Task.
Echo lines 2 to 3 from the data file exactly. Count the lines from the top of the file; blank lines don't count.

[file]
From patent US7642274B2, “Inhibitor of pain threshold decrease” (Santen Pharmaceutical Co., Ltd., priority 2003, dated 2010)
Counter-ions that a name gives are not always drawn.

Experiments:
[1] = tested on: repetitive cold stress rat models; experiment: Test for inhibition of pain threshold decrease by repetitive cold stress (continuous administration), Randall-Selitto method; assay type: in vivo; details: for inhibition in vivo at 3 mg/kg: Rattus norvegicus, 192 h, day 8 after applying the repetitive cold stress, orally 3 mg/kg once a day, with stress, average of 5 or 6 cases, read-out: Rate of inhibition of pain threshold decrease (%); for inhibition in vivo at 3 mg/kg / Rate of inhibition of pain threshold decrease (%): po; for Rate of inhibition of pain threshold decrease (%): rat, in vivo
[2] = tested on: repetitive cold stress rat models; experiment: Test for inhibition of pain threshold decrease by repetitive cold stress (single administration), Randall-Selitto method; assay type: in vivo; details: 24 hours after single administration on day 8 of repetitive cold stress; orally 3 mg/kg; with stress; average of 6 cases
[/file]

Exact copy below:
Counter-ions that a name gives are not always drawn.

Experiments: